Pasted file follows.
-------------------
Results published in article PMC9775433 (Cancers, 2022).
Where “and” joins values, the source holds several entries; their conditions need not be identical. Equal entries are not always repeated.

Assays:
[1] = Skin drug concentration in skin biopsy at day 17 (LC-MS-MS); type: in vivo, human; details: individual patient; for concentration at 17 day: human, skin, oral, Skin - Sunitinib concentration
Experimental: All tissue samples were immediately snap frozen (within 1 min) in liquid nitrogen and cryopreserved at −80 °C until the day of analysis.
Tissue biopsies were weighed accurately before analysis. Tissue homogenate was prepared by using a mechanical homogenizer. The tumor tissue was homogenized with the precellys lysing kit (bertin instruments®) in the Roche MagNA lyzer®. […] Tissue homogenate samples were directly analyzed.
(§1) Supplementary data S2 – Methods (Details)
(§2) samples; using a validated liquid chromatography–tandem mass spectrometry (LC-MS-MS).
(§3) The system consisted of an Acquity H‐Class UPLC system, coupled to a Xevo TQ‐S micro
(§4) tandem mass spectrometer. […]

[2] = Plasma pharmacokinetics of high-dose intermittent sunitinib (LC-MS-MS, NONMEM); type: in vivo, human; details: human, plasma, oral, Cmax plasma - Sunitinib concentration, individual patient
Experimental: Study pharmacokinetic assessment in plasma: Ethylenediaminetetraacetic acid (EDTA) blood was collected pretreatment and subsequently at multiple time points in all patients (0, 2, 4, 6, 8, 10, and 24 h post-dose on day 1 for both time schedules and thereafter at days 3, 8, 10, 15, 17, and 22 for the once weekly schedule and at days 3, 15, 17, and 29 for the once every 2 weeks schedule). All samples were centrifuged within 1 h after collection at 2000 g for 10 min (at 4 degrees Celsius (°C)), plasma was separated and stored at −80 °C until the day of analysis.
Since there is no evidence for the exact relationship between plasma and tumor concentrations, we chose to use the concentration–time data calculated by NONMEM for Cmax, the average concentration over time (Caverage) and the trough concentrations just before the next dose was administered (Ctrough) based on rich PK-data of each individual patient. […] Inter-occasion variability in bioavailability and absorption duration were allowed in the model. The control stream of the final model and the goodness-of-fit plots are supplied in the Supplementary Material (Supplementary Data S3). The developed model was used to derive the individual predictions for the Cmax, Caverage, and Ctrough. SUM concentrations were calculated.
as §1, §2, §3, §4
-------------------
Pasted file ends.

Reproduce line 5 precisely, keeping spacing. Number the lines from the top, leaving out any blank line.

Experimental: All tissue samples were immediately snap frozen (within 1 min) in liquid nitrogen and cryopreserved at −80 °C until the day of analysis.